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Image via Universal Pictures

Oh, and speaking of Diesel, he ends up showing up in Tokyo drift – the actor accepted a funny little cameo as Dom Toretto in the film’s final moments as part of a trade with Universal to get the rights to Black tone and his Riddick character. But it must have rejuvenated his passion for the series, since just three years later Diesel used Driftcreative team to relaunch the series with the original cast in Fast and Furious. Do you see what I’m saying now? It is very possible none of this happens Without the adventures of Lucas Black in Tokyo!

Or it continues to happen, for that matter. After taking off a couple of movies, Lin is back in the director’s chair for the next F9: The Quick Saga. Tyler scores again. And lo and behold, even Han is back, even though he definitely died at the end of Tokyo drift, which was reconfigured at the end of Fast and Furious 6 make Deckard Shaw the villain turned into a reluctant good boy (Jason statham) responsible for his death. Shaw’s acceptance into Dom’s extended family has never been entirely good for him. Fast and Furious superfans, who started the only somewhat ironic #JusticeForHan hashtag campaign a few years ago. One thing that can’t be said about this franchise is that it doesn’t give fans exactly what they want, and the tagline “Justice is coming” at the end of the film trailer served as a conspiratorial wink for those who have been obsessed. with the relentless melodrama of the series.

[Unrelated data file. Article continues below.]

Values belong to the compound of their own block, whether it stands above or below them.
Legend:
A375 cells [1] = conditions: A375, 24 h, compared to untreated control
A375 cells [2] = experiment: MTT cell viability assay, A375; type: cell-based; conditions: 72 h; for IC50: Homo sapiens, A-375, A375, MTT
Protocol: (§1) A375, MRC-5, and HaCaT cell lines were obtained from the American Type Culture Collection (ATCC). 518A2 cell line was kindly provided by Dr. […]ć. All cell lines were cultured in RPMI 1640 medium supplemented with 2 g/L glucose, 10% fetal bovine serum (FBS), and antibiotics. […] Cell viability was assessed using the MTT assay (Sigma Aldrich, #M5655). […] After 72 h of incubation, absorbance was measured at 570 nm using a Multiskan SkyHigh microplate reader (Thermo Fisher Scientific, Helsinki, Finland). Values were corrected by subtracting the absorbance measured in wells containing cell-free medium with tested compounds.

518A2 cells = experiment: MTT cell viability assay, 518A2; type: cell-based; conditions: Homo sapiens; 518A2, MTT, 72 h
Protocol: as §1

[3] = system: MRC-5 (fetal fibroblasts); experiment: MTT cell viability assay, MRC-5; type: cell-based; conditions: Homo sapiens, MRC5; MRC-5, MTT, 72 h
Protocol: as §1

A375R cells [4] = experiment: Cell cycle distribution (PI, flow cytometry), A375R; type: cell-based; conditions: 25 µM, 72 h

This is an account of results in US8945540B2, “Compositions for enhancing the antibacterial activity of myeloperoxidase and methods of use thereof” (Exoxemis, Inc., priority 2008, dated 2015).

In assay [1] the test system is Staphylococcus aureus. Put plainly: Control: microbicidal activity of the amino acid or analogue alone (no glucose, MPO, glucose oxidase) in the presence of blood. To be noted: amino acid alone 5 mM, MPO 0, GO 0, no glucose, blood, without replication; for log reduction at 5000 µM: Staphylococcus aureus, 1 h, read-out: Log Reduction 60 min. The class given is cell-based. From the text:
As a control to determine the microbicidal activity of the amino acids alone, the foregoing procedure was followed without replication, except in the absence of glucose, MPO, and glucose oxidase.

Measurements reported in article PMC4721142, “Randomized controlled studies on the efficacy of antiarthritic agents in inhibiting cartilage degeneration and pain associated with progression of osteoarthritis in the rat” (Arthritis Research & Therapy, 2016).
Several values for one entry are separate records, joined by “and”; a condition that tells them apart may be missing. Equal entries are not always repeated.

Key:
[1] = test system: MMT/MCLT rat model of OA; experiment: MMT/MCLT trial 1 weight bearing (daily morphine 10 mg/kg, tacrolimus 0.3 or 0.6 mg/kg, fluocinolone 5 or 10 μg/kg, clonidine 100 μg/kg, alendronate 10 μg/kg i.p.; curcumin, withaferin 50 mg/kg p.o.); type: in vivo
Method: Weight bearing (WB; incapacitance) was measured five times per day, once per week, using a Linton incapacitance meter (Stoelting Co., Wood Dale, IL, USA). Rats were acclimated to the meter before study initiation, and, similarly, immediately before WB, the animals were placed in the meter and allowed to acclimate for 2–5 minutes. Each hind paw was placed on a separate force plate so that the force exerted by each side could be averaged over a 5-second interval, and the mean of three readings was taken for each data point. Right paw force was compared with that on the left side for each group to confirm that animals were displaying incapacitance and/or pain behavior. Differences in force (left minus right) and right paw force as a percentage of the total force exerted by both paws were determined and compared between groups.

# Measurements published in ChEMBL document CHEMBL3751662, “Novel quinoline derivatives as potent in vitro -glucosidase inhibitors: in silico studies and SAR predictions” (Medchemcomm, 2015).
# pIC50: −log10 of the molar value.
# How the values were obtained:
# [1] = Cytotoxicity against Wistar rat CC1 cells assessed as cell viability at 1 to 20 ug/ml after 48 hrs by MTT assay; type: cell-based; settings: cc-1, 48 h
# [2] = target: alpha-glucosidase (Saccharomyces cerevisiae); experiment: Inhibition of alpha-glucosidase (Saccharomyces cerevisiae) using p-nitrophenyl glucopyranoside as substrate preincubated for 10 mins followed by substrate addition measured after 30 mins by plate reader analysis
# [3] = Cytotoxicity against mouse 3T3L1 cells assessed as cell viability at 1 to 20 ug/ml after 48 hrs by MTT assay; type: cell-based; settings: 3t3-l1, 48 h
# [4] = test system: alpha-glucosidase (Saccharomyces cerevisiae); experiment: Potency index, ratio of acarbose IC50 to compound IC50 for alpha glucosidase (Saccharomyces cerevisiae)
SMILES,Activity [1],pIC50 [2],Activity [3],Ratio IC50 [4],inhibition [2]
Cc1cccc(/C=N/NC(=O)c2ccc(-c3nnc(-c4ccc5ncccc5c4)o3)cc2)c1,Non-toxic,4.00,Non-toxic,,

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Image via Universal Pictures

So Han is alive, unless Kang plays Han’s twin, which sounds unlikely, but you never know with these movies, and we’ve all been waiting since the COVID pandemic delayed the movie from its release date to find out. exactly how. Hopefully we’ll find out on June 25, when the movie is scheduled to premiere. While you wait, there are certainly worse things you could do than give Tokyo drift another watch. It’s a nice and underrated entry in the F&F franchise from when these movies had a little more foundation. And it would help chart the course for all the endlessly entertaining sequels to come.